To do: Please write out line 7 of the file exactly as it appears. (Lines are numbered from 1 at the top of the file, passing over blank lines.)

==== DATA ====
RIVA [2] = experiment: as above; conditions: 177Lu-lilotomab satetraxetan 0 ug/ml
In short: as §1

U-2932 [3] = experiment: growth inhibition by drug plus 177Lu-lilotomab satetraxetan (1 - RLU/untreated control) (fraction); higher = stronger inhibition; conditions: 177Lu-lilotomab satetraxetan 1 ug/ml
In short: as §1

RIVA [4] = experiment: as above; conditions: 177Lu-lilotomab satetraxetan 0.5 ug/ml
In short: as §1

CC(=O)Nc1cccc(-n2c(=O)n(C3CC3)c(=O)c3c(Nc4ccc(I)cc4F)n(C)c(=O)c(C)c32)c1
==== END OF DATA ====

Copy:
CC(=O)Nc1cccc(-n2c(=O)n(C3CC3)c(=O)c3c(Nc4ccc(I)cc4F)n(C)c(=O)c(C)c32)c1